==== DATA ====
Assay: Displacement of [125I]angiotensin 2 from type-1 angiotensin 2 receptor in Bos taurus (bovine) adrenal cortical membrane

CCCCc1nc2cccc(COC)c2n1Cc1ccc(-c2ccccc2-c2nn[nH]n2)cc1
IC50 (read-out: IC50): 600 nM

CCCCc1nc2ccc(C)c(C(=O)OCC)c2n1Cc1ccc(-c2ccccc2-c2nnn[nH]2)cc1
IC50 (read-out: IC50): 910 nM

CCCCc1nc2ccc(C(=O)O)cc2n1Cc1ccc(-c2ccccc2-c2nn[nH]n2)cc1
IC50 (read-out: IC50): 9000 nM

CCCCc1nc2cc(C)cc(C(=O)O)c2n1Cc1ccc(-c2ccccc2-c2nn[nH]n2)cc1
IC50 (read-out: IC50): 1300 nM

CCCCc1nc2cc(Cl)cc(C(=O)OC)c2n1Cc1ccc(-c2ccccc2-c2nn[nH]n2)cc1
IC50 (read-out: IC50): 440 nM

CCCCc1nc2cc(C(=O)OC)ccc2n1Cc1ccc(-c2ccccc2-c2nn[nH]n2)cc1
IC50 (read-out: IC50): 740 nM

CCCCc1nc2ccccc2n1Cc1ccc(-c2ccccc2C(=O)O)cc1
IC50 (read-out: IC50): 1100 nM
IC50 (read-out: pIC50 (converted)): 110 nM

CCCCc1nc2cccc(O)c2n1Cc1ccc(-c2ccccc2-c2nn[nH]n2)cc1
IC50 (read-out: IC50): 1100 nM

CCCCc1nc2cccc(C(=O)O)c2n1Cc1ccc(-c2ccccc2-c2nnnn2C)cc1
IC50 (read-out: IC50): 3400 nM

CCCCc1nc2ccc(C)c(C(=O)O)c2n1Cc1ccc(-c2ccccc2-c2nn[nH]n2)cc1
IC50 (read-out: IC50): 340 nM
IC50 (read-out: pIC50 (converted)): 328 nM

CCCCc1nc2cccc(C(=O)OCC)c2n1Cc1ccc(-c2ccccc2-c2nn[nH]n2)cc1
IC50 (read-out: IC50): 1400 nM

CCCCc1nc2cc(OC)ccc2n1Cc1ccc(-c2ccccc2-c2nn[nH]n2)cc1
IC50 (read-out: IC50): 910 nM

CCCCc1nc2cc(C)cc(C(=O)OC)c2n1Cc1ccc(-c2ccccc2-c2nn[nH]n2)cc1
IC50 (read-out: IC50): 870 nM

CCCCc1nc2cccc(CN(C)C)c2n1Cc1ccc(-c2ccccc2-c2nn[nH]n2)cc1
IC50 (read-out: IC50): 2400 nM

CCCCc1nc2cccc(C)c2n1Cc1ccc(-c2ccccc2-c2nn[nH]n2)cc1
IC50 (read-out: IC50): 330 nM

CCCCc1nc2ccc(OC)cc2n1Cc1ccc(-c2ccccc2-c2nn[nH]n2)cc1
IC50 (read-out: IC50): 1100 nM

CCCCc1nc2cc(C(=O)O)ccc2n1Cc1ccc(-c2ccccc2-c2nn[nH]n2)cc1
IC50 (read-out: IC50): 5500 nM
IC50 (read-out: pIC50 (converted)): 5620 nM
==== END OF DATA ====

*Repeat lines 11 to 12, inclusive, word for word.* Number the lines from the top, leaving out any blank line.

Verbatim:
IC50 (read-out: IC50): 440 nM

CCCCc1nc2cc(C(=O)OC)ccc2n1Cc1ccc(-c2ccccc2-c2nn[nH]n2)cc1